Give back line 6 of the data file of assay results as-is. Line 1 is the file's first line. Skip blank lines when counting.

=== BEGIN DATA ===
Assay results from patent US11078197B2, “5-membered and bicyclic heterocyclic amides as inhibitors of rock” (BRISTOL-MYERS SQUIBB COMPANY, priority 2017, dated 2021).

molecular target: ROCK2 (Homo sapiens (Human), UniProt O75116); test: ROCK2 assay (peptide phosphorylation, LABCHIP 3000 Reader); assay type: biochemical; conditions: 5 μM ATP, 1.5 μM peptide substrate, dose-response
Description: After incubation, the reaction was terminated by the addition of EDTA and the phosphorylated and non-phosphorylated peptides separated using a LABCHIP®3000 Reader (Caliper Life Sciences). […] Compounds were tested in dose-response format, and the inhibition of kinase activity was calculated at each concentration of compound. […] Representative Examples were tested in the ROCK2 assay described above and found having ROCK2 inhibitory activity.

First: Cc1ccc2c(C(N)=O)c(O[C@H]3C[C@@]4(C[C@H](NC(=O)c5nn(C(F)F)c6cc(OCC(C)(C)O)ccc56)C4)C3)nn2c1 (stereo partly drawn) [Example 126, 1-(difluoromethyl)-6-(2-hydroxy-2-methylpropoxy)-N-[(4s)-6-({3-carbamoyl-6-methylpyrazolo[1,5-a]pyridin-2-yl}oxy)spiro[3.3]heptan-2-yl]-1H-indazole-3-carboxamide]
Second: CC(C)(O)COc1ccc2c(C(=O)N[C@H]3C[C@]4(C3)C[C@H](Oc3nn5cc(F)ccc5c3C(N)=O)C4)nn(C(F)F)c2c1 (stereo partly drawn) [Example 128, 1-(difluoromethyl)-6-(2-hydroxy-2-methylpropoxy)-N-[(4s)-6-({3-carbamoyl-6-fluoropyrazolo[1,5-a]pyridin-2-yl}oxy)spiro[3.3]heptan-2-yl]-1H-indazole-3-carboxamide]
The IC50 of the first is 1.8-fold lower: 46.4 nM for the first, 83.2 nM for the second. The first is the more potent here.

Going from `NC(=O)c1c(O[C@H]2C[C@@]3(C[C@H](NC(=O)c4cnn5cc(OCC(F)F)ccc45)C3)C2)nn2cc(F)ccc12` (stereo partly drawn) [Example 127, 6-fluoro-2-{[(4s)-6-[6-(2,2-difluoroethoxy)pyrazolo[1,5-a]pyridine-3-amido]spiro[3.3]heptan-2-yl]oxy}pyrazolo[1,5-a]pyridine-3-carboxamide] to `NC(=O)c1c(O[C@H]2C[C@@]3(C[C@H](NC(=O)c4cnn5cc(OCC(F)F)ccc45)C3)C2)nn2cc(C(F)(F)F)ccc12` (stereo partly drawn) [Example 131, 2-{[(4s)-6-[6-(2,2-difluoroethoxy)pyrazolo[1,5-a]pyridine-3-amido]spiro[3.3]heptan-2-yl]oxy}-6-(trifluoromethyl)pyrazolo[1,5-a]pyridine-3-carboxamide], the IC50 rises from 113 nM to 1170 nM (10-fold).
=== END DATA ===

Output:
The IC50 of the first is 1.8-fold lower: 46.4 nM for the first, 83.2 nM for the second. The first is the more potent here.